Claire Lee Chennault commanded the First American Volunteer Group—the “Flying Tigers”—in China.

To bring these people to life, the gallery will rely on some new tools. Large-format digital projections will showcase a multiyear project to scan thousands of original wartime color transparencies in high definition, which will give visitors a sense of immediacy no black-and-white documentary ever could. The new exhibition space is also configured to be more accessible for educational programming, with an area for showing classic World War II films such as Thunderbolt and Memphis Belle.

Mechanical and digital interactives will provide a depth of engagement that was not possible previously. One key interactive, for example, utilizes the 25-foot-high by 75-foot-wide Fortresses Under Fire mural as a lens to understand the broader air campaign against Germany and the experiences of bomber aircrew. Visitors can learn about these types of experiences thanks to extensive research, including the original target photography and aircrew debriefings from the mission. Mechanical interactives will walk visitors through the challenges of wartime aircraft identification using Disney’s only-partially successful WEFT (Wing-Engine-Fuselage-Tail) technique.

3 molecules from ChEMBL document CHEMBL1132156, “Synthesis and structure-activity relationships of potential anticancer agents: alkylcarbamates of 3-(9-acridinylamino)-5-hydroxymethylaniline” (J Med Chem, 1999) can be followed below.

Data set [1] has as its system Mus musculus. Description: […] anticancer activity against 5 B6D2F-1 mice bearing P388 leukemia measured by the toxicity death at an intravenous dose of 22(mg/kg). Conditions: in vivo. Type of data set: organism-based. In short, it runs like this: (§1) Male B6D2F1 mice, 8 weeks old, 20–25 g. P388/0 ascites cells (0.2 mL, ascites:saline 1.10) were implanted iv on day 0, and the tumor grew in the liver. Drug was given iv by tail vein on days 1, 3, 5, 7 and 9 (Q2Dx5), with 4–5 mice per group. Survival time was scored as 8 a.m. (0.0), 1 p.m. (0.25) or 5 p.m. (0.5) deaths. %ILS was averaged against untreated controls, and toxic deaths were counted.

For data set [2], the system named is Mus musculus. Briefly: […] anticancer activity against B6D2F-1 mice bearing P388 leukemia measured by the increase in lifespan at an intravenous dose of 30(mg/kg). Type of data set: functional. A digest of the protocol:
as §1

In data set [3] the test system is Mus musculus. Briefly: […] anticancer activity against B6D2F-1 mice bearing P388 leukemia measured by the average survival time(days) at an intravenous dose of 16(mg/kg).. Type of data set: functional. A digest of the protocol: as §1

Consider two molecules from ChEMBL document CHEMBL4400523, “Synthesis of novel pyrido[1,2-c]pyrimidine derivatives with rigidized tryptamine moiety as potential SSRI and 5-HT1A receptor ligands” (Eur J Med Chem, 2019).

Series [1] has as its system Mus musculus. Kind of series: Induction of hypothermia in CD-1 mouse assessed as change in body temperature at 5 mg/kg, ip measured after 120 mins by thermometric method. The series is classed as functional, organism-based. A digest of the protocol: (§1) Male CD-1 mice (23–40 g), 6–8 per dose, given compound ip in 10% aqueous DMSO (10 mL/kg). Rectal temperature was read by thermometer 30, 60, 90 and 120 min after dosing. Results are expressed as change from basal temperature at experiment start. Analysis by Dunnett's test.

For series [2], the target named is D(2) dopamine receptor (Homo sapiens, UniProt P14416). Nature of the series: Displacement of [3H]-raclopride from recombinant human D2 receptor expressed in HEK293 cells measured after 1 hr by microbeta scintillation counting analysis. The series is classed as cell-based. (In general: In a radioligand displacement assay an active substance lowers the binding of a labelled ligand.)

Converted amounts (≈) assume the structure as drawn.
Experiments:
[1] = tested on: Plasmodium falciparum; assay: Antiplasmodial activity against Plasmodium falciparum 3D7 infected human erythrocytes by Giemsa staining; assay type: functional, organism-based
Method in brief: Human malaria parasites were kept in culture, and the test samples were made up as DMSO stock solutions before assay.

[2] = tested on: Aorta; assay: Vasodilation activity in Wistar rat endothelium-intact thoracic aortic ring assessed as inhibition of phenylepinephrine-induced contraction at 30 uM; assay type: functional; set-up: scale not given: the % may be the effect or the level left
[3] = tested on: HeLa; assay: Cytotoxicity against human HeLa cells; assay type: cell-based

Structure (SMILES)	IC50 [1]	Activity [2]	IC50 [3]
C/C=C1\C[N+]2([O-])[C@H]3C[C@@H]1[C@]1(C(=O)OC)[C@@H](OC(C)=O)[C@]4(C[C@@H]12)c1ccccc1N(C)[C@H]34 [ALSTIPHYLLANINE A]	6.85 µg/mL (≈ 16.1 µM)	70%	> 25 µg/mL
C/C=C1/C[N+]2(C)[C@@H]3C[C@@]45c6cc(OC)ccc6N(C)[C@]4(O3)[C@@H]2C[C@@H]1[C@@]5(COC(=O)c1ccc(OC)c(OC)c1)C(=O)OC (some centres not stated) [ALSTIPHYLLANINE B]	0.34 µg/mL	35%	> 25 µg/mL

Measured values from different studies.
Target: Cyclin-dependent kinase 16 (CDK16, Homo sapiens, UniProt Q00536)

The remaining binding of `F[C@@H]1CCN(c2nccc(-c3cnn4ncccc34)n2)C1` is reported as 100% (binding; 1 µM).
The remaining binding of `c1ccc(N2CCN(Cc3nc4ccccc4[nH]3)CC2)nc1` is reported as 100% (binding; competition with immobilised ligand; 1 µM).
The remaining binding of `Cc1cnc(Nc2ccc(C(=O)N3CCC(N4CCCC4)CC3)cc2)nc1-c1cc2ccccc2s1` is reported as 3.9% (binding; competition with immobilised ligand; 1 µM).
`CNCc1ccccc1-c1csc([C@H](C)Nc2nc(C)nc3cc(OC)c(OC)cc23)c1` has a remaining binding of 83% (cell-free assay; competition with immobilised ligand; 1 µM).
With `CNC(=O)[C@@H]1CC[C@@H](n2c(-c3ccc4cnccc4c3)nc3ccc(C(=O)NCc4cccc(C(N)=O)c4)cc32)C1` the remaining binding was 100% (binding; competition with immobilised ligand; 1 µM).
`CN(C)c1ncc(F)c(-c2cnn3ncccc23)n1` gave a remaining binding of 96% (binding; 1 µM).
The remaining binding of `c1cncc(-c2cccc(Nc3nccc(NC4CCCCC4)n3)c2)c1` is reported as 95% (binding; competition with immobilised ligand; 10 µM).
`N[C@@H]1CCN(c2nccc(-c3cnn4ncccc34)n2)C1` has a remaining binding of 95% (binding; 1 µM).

None of these new elements will eclipse the Museum’s strong emphasis on showing the real thing, whether it’s the opportunity to peer inside an unaltered B-24 ball turret, look through a window pane from a bullet-riddled Ford Island hangar targeted during the Pearl Harbor attack, or see the glove German ace Günther Rall was wearing when he lost his thumb to a pursuing Republic P-47. These artifacts also emphasize that the war wasn’t won by simply having better-trained aircrew and manufacturing more aircraft. Victory also required the impressive technical and scientific edge that British and American partnerships provided, ranging from secure navigation systems for carrier aircraft (the YE-ZB system) to proximity-fuzed, anti-aircraft shells that spelled doom for buzz bombs and kamikazes alike.  

Roger Connor is a curator in the aeronautics department at the National Air and Space Museum.

Related Topics Military aviation World War II